Man is an Immortal Being, clad in a garb of flesh, which is vivified and moved by desires and passions, and which he links to himself by a thread of his immortal nature. This thread is the mind, and this mind, unsubdued and inconstant, wanders out among the things of earth, is moved by passions and desires, hopes and fears, longs to taste all cups of sense-delights, is dazzled and deafened by the radiance and the tumult of its surroundings. And thus, as Arjuna complained, the “mind is full of agitation, turbulent, strong, and obstinate”. Above this whirling mind, serene and passionless witness, dwells the True Self, the Spiritual Ego of man. Below there may be storm, but above there is calm, and there is the Place of Peace. For that Self is eternal, and what to it are the things of time, save as they bring experience, the knowledge of good and evil? So often, dwelling in its house of clay. it has known birth and death, gains and losses, joys and griefs, pleasures and pains, that it sees them all pass by as a moving phantasmagoria, and no ripple ruffles its passionless serenity. Does agony affect its outer case, it is but a notice that harmony has been broken, and the pain is welcome as pointing to the failure and as bearing the lesson of avoidance of that whence it sprang. For the True Self has to conquer the material plane, to purify and sublimate it, and only by suffering can it learn how to perform its work.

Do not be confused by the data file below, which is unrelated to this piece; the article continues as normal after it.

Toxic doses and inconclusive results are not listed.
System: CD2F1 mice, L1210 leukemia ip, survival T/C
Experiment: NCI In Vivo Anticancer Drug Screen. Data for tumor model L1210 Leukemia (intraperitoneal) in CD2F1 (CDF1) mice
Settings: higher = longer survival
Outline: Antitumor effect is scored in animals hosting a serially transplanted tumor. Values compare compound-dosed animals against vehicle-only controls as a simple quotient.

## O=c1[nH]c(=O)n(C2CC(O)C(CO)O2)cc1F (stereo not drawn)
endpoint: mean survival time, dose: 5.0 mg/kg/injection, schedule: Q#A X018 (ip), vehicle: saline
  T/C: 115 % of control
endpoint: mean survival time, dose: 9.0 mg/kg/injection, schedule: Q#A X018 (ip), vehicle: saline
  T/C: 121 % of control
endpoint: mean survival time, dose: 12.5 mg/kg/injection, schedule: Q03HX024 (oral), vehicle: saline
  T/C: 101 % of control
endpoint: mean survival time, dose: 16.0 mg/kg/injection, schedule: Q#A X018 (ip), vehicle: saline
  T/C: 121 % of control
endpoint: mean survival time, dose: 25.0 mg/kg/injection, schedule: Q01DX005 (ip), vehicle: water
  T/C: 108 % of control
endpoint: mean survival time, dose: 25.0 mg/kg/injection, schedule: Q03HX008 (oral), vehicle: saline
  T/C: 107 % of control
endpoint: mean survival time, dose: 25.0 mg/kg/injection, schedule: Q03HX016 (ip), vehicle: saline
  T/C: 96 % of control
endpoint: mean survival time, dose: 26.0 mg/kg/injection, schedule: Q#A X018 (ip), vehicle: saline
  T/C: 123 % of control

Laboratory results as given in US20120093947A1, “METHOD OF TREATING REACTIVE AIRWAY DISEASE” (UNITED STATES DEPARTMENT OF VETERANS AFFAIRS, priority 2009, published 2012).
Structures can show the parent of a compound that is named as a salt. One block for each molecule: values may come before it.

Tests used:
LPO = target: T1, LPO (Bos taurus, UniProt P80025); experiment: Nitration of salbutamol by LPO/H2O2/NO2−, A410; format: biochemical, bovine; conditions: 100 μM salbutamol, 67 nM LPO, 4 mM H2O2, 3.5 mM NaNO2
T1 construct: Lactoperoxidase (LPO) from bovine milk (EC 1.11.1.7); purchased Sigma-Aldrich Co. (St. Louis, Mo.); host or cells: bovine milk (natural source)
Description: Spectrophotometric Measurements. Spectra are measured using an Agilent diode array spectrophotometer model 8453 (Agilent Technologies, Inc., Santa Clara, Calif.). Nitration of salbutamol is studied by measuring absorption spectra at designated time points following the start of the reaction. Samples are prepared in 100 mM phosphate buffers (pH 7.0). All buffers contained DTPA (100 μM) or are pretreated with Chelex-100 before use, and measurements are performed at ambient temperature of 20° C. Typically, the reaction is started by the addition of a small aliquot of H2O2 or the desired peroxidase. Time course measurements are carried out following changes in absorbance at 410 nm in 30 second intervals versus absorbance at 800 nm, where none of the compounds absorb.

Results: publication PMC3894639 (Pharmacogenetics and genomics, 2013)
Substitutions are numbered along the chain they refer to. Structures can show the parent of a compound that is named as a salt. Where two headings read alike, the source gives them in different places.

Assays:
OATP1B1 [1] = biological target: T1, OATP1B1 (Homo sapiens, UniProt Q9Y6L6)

Never let us forget, in the wildest storm of sorrow, that these early stages of our evolution, in which pain plays so large a part, are early stages only. They bear an infinitesimal proportion to our existence; nay, the two things are incommensurables, for how can we measure time against eternity, myriad years against an unending life? If we spake of the cycle of reincarnation as the infant stage of humanity, full of infantile ailments, we should utterly exaggerate its relative importance. Verily “our light affliction, which is but for a moment, worketh for us a far more exceeding and eternal weight of glory”. Therefore when the storm-clouds gather, look beyond them to the changeless sky; when the billows buffet, lift the eyes to the eternal shore. Let earth and hell pour forth their angriest forces to overwhelm, they shall only lift us upwards, bear us onwards. For we are unborn, undying, constant, changeless and eternal, and we are here only to forge the instruments for an immortal service, the service which is perfect freedom.
This is the second installment of a two-part series